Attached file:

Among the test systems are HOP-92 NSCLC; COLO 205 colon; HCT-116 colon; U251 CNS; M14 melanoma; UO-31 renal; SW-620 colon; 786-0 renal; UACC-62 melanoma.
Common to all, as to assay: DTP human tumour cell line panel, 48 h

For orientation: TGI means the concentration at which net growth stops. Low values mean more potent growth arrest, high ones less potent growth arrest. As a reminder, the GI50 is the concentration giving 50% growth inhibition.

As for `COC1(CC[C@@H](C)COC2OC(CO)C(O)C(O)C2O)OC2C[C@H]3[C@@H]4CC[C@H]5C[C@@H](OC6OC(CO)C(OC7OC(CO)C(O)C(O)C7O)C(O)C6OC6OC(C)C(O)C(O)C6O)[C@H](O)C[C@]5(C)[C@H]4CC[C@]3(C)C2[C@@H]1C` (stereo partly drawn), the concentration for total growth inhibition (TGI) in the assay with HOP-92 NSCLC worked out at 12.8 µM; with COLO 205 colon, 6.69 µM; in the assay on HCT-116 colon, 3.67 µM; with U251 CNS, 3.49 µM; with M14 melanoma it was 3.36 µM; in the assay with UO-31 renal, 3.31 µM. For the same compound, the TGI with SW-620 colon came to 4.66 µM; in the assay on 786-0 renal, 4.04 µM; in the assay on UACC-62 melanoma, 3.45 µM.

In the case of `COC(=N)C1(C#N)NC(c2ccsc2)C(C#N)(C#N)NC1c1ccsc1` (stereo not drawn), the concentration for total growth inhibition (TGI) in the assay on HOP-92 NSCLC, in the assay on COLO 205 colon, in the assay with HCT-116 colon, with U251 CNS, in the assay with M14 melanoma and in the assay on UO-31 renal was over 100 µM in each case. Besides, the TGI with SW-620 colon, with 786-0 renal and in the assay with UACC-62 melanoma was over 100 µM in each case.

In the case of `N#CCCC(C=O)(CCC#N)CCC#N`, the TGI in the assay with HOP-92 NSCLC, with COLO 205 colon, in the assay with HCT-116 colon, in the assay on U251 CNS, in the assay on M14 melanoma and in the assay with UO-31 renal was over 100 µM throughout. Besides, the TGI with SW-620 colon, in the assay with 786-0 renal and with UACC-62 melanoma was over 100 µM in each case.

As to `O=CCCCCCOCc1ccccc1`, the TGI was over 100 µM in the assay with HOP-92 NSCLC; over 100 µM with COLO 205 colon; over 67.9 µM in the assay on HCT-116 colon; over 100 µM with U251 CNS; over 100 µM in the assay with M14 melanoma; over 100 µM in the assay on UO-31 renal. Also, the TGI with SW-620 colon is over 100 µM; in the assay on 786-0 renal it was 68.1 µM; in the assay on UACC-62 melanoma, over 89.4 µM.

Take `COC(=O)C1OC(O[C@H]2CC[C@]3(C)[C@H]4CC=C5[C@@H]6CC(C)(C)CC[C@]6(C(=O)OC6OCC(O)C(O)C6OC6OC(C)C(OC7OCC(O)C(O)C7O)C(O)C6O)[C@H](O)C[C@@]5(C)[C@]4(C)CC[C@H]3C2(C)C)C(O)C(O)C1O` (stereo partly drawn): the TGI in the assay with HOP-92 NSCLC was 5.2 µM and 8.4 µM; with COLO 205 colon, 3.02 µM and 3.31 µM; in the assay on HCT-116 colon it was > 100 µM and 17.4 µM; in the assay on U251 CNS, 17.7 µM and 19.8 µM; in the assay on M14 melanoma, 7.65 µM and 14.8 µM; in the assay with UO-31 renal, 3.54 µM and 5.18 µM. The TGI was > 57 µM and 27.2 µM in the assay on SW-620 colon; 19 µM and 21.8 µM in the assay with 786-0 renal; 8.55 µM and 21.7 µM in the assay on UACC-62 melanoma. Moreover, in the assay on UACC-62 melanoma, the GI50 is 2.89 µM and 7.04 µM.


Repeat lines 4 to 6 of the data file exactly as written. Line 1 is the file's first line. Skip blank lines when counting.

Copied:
As for `COC1(CC[C@@H](C)COC2OC(CO)C(O)C(O)C2O)OC2C[C@H]3[C@@H]4CC[C@H]5C[C@@H](OC6OC(CO)C(OC7OC(CO)C(O)C(O)C7O)C(O)C6OC6OC(C)C(O)C(O)C6O)[C@H](O)C[C@]5(C)[C@H]4CC[C@]3(C)C2[C@@H]1C` (stereo partly drawn), the concentration for total growth inhibition (TGI) in the assay with HOP-92 NSCLC worked out at 12.8 µM; with COLO 205 colon, 6.69 µM; in the assay on HCT-116 colon, 3.67 µM; with U251 CNS, 3.49 µM; with M14 melanoma it was 3.36 µM; in the assay with UO-31 renal, 3.31 µM. For the same compound, the TGI with SW-620 colon came to 4.66 µM; in the assay on 786-0 renal, 4.04 µM; in the assay on UACC-62 melanoma, 3.45 µM.

In the case of `COC(=N)C1(C#N)NC(c2ccsc2)C(C#N)(C#N)NC1c1ccsc1` (stereo not drawn), the concentration for total growth inhibition (TGI) in the assay on HOP-92 NSCLC, in the assay on COLO 205 colon, in the assay with HCT-116 colon, with U251 CNS, in the assay with M14 melanoma and in the assay on UO-31 renal was over 100 µM in each case. Besides, the TGI with SW-620 colon, with 786-0 renal and in the assay with UACC-62 melanoma was over 100 µM in each case.

In the case of `N#CCCC(C=O)(CCC#N)CCC#N`, the TGI in the assay with HOP-92 NSCLC, with COLO 205 colon, in the assay with HCT-116 colon, in the assay on U251 CNS, in the assay on M14 melanoma and in the assay with UO-31 renal was over 100 µM throughout. Besides, the TGI with SW-620 colon, in the assay with 786-0 renal and with UACC-62 melanoma was over 100 µM in each case.